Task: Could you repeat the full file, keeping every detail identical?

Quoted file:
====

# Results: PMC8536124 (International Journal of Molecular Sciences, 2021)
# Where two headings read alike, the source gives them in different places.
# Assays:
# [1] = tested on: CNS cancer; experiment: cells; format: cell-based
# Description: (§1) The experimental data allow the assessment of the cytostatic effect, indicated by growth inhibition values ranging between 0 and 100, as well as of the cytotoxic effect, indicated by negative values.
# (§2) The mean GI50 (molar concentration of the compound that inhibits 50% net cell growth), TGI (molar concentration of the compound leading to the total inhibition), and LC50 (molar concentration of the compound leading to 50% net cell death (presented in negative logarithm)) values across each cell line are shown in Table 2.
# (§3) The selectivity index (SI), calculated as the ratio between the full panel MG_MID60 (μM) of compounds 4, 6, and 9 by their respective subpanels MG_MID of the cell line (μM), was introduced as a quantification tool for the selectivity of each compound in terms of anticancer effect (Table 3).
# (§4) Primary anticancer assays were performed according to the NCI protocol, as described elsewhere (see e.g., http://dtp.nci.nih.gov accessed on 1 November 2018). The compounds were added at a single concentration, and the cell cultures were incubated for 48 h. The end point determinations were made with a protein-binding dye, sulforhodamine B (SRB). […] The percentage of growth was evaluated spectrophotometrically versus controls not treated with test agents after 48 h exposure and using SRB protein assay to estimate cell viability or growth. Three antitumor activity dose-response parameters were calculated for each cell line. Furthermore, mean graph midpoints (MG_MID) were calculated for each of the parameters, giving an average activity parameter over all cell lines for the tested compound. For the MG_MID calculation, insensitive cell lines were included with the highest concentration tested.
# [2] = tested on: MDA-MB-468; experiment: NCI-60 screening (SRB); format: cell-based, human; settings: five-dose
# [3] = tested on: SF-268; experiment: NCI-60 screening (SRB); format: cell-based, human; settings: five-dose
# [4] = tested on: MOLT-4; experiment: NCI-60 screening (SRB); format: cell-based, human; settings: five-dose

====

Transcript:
# Results: PMC8536124 (International Journal of Molecular Sciences, 2021)
# Where two headings read alike, the source gives them in different places.
# Assays:
# [1] = tested on: CNS cancer; experiment: cells; format: cell-based
# Description: (§1) The experimental data allow the assessment of the cytostatic effect, indicated by growth inhibition values ranging between 0 and 100, as well as of the cytotoxic effect, indicated by negative values.
# (§2) The mean GI50 (molar concentration of the compound that inhibits 50% net cell growth), TGI (molar concentration of the compound leading to the total inhibition), and LC50 (molar concentration of the compound leading to 50% net cell death (presented in negative logarithm)) values across each cell line are shown in Table 2.
# (§3) The selectivity index (SI), calculated as the ratio between the full panel MG_MID60 (μM) of compounds 4, 6, and 9 by their respective subpanels MG_MID of the cell line (μM), was introduced as a quantification tool for the selectivity of each compound in terms of anticancer effect (Table 3).
# (§4) Primary anticancer assays were performed according to the NCI protocol, as described elsewhere (see e.g., http://dtp.nci.nih.gov accessed on 1 November 2018). The compounds were added at a single concentration, and the cell cultures were incubated for 48 h. The end point determinations were made with a protein-binding dye, sulforhodamine B (SRB). […] The percentage of growth was evaluated spectrophotometrically versus controls not treated with test agents after 48 h exposure and using SRB protein assay to estimate cell viability or growth. Three antitumor activity dose-response parameters were calculated for each cell line. Furthermore, mean graph midpoints (MG_MID) were calculated for each of the parameters, giving an average activity parameter over all cell lines for the tested compound. For the MG_MID calculation, insensitive cell lines were included with the highest concentration tested.
# [2] = tested on: MDA-MB-468; experiment: NCI-60 screening (SRB); format: cell-based, human; settings: five-dose
# [3] = tested on: SF-268; experiment: NCI-60 screening (SRB); format: cell-based, human; settings: five-dose
# [4] = tested on: MOLT-4; experiment: NCI-60 screening (SRB); format: cell-based, human; settings: five-dose